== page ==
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Intensive care room with ventilator (right). Photo: Ronald Bonss/picture alliance via Getty Images

Automakers and their parts suppliers are offering to produce desperately needed ventilators to keep coronavirus patients alive, but quickly retooling industrial factories to make precision medical equipment might not be feasible, despite the good intentions.

Why it matters: The U.S. faces a critical shortage of medical equipment to fight the disease, including ventilators that help patients breathe as well as protective gear, such as masks, gloves and gowns, for health care workers.

The big picture: The auto industry has virtually shut down in North America for deep factory cleanings, and if and when they'll resume production isn't clear.

  • Unionized auto workers at GM, Ford and Fiat Chrysler are worried about contracting the virus on the assembly line and are working with the companies to restructure work shifts to mitigate the risk.

Driving the news: In a call Wednesday to inform the Trump Administration of the shutdown, GM CEO Mary Barra told White House Economic Adviser Larry Kudlow that GM wanted to help and was studying how it could potentially support production of medical equipment like ventilators.

  • That news prompted a similar statement from Ford, and later, Tesla CEO Elon Musk tweeted, "We will make ventilators if there is a shortage."

What's happening: The Toronto-based Automotive Parts Manufacturers' Association is enlisting tool and die companies and parts suppliers to adapt their manufacturing plants on both sides of the border to produce medical supplies.

  • "Their response has been overwhelming ... Just get us the specs," APMA President Flavio Volpe told the CBC.
  • The shift to medical supplies would be easy enough to do, he said, and they could convert back to automotive manufacturing quickly.

Yes, but: Pivoting to wartime footing for ventilators is not like churning out tanks, planes and ships for World War II, says Sandy Munro, CEO of Munro & Associates, an expert in lean manufacturing who has intimate knowledge of both the auto and medical device industries.

  • Production of medical devices requires sterile rooms with much higher standards than those required in a "clean room" at an automotive paint shop, for example, he says.
  • The Food and Drug Administration would have to validate any new facilities, a process that can take up to 180 days, explains The Huffington Post.
  • The technicians who manufacture ventilators also require eight to nine months' training, says Munro.
  • "Medical devices are intricate machines on which people’s lives depend. Every step of the production process has to be precise. This isn’t just a box with an air hose on it."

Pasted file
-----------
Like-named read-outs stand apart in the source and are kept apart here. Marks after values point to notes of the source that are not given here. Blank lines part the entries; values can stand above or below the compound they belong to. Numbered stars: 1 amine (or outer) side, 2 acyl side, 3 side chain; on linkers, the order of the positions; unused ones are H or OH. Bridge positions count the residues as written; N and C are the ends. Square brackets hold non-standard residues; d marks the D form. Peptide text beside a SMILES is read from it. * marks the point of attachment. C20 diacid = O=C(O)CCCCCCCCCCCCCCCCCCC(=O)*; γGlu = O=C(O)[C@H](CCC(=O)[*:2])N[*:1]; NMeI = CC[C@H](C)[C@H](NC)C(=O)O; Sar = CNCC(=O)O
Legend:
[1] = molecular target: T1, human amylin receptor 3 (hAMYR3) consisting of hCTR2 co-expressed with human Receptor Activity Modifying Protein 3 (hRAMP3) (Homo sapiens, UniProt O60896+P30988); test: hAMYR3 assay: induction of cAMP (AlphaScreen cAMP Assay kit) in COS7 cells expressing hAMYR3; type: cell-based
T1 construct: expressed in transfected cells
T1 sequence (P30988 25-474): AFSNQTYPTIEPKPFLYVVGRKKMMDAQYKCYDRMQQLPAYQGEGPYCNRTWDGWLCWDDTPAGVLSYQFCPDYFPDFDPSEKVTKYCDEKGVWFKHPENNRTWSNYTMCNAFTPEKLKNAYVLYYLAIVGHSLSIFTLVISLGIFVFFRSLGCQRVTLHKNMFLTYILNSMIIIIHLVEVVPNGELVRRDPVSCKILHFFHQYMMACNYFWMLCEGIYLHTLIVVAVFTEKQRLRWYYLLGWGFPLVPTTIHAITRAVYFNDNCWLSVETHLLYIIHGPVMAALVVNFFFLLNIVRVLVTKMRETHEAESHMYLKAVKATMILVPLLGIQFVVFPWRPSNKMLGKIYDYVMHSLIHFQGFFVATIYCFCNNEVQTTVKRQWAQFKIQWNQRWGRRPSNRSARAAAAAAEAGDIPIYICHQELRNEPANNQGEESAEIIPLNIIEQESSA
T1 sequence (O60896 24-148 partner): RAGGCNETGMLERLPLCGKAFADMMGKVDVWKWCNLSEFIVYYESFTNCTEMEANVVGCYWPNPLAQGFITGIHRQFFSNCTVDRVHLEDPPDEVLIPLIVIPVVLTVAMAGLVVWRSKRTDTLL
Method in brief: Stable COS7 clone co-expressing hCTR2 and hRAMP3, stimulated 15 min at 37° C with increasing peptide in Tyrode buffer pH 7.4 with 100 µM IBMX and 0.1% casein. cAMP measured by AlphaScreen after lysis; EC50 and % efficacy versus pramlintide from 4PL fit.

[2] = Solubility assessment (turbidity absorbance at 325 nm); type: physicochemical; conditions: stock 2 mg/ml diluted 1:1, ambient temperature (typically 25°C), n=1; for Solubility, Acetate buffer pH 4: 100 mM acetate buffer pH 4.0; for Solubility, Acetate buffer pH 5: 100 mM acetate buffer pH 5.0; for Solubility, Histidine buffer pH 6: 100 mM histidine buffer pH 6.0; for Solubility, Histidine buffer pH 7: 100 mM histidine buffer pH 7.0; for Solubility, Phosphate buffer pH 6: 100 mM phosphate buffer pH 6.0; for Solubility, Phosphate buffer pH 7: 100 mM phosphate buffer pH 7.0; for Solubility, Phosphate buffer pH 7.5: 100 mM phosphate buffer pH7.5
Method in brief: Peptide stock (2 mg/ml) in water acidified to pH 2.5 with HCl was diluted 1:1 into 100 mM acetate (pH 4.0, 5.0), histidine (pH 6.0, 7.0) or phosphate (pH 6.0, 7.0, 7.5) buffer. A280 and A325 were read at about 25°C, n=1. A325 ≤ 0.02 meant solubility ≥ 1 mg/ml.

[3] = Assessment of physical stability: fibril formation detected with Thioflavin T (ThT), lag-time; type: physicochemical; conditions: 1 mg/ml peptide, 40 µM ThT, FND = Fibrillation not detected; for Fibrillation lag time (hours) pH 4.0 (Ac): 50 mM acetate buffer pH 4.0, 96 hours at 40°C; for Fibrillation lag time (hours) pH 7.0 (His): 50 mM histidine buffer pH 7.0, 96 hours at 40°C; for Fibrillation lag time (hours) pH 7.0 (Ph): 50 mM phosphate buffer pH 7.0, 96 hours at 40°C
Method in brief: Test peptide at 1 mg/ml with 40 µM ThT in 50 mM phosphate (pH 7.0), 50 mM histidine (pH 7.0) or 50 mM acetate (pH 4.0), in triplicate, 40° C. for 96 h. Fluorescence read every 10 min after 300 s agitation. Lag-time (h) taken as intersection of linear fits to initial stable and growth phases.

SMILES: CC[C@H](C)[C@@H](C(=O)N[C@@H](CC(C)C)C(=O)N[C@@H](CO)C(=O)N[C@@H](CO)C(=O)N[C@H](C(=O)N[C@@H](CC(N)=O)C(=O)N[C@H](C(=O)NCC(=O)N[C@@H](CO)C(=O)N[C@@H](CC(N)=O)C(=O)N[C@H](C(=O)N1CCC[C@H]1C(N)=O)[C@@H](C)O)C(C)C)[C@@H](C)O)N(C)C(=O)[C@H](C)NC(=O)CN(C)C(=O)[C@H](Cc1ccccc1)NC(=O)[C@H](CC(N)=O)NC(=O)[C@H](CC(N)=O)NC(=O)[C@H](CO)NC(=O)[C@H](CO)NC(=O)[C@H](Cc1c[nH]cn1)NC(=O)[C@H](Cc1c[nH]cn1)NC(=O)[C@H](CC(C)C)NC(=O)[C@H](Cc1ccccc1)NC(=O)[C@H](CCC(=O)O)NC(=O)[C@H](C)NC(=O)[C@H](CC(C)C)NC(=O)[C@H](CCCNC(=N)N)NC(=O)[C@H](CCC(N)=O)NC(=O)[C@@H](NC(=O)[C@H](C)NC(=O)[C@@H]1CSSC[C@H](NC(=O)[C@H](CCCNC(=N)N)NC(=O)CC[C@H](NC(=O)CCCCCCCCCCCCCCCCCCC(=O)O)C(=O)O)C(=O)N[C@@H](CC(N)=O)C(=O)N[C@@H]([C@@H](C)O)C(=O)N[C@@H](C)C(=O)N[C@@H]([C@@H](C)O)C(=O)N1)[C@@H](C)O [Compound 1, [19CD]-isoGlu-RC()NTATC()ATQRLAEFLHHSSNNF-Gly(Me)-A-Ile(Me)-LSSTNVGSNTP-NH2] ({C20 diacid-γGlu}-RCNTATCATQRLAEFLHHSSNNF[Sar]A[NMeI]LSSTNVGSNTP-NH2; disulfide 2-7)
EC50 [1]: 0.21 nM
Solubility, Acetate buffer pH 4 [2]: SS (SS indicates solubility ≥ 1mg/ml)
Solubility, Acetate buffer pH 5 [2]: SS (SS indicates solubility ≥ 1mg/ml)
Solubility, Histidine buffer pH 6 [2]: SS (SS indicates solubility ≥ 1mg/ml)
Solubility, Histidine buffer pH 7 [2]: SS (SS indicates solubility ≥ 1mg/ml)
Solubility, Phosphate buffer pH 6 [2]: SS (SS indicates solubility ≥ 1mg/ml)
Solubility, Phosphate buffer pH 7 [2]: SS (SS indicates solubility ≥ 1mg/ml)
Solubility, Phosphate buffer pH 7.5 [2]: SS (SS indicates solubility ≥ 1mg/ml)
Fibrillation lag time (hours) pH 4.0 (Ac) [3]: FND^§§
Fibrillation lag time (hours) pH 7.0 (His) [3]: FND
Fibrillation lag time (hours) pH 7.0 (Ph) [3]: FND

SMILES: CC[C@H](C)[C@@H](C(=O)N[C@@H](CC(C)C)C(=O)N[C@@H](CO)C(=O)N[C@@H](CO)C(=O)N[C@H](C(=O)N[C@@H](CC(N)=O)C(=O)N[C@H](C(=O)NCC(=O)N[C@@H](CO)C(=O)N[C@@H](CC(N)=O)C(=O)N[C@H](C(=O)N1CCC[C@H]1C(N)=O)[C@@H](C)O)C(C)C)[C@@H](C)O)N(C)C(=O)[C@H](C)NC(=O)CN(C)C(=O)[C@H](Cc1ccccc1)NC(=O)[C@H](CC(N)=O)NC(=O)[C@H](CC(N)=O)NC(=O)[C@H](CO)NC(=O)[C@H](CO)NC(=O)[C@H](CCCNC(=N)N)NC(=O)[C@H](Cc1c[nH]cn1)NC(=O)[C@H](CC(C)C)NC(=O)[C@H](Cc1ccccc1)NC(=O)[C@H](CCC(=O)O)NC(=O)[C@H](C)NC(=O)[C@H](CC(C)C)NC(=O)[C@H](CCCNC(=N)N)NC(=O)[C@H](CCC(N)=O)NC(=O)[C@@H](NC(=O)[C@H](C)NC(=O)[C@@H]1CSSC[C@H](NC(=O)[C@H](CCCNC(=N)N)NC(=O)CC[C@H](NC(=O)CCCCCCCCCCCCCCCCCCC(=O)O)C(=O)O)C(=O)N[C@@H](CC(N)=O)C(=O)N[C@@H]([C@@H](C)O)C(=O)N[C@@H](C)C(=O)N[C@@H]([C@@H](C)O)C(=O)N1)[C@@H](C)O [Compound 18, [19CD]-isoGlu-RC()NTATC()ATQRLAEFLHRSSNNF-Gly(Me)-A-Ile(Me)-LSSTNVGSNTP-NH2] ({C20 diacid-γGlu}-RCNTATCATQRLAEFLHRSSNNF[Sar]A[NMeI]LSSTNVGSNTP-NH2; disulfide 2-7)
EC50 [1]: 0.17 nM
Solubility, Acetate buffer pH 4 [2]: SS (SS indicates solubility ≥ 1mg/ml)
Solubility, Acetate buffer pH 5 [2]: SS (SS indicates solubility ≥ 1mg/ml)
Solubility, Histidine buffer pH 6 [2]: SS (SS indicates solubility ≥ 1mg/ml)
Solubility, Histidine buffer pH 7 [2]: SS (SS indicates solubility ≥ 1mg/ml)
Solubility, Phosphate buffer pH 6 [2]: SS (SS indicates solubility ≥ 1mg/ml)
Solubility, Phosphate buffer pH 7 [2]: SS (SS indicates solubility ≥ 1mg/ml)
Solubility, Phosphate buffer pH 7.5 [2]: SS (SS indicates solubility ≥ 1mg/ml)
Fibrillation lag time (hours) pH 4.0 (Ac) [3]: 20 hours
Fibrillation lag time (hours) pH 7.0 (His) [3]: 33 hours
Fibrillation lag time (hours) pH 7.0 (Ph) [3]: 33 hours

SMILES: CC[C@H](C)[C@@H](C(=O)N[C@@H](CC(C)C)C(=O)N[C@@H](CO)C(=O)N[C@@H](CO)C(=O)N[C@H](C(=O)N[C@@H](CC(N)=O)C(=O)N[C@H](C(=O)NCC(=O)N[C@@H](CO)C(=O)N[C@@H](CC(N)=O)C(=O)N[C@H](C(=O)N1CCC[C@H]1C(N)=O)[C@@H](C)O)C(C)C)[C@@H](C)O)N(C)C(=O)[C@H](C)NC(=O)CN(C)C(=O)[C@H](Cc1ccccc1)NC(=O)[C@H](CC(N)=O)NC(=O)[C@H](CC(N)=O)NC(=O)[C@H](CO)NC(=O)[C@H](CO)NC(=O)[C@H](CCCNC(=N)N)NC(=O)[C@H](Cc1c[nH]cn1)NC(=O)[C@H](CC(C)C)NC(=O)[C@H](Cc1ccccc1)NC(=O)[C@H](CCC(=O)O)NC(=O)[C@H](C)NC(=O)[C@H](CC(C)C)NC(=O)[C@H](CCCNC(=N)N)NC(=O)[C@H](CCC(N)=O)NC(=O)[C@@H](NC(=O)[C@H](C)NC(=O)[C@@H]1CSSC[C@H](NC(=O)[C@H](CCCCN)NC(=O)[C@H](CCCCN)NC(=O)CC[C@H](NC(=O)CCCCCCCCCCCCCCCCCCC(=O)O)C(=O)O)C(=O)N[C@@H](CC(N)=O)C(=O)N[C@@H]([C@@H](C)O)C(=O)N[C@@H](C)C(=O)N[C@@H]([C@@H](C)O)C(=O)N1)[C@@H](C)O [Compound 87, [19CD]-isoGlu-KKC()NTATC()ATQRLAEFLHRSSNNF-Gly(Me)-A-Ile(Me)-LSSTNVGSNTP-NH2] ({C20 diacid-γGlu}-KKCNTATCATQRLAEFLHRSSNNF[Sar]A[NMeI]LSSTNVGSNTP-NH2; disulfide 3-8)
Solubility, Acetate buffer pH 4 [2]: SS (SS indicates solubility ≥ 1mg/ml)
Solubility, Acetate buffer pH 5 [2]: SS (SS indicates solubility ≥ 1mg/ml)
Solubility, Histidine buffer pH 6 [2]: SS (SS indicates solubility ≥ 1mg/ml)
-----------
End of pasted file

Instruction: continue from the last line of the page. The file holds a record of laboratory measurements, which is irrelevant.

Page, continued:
• Nor is it clear that auto workers who were afraid of infection making auto parts would feel any safer going back to produce ventilators.

One of the biggest challenges is securing components, especially the disposable, single-use tubes and masks made of highly specialized medical-grade materials, experts say.

  • Most are manufactured outside the U.S. — in Costa Rica, Japan, South Korea and China, says Munro.
  • The virus has slowed production in many parts of the world, and even where factories are producing, shipping is complicated by a drastic reduction in cargo carriers and air freight.

What to watch: The federal government could clear many of these hurdles, especially if it activates the Defense Production Act, which would mobilize private industry to assist in "national defense."

  • It could provide federal help in the form of loans, faster regulatory and customs processes and even the chartering of planes and ships to deliver components more quickly.

Go deeper: At war with no ammo’: Doctors say shortage of protective gear is dire (NYT)

Go deeper

Dems' immigration plan hits major roadblock

Senate Majority Leader Sen. Chuck Schumer. Photo: Alex Wong/Getty Images

The Senate parliamentarian ruled Sunday that Democrats cannot include pathways to citizenship in the $3.5 trillion budget reconciliation package, per a copy of the ruling obtained by Axios.

Why it matters: It's a blow to Democrats who hoped to provide pathways for millions of undocumented immigrants in the U.S. Using reconciliations would have allowed them to pass politically contentious immigration changes with only 50 votes, as opposed to the usual 60 required.

FBI says human remains found in Wyoming likely Gabby Petito

Gabby Petito. Photo: FBI

Human remains found in Teton County, Wyoming, are "consistent with the description of" missing 22-year-old Gabby Petito, said FBI Denver official Charles Jones at a news conference Sunday.

Details: The cause of death had yet to be determined, but Jones said: "Full forensic identification has not been completed to confirm 100% that we found Gabby, but her family has been notified of this discovery." Authorities said they're continuing the search for her fiancé, Brian Laundrie.

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Beto not even best Dem against Abbott

Beto O'Rourke speaks at a rally at the Texas State Capitol in June. Photo: Sergio Flores/Getty Images

Actor Matthew McConaughey’s nine-point lead in a theoretical matchup against Greg Abbott shows just how vulnerable the hard-right Texas governor could be in a general election.

Why it matters: Abbott has won conservative accolades for his abortion, mask and vaccine bans. Axios reported Sunday that former Rep. Beto O’Rourke is preparing to announce a gubernatorial challenge — but a recent poll shows he’s not even the most popular Democrat in the state.